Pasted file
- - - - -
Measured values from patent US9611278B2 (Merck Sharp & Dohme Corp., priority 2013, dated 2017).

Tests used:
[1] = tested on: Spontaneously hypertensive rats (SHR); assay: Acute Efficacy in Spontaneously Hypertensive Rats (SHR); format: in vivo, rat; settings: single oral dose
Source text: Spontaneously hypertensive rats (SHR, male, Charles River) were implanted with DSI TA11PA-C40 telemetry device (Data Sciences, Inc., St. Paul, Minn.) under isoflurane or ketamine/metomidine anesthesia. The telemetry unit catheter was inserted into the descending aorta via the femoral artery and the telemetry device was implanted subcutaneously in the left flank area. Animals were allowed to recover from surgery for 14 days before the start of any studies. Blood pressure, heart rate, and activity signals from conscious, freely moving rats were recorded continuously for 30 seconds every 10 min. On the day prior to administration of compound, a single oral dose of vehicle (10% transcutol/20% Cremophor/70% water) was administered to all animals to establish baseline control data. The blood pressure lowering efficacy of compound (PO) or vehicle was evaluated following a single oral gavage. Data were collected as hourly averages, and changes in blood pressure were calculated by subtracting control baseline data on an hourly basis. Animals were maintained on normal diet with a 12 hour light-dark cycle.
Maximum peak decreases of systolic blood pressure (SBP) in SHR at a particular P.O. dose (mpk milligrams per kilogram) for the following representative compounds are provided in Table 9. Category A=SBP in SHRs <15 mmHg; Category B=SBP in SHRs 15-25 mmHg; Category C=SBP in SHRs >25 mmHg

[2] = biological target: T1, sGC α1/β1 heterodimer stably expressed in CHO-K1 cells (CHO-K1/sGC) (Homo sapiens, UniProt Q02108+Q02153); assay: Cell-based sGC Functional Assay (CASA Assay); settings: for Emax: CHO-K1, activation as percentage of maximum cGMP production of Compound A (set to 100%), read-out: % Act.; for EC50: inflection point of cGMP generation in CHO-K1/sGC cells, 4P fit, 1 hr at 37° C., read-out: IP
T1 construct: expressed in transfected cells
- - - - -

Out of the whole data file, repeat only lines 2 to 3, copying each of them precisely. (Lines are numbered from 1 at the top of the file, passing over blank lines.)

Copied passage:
Tests used:
[1] = tested on: Spontaneously hypertensive rats (SHR); assay: Acute Efficacy in Spontaneously Hypertensive Rats (SHR); format: in vivo, rat; settings: single oral dose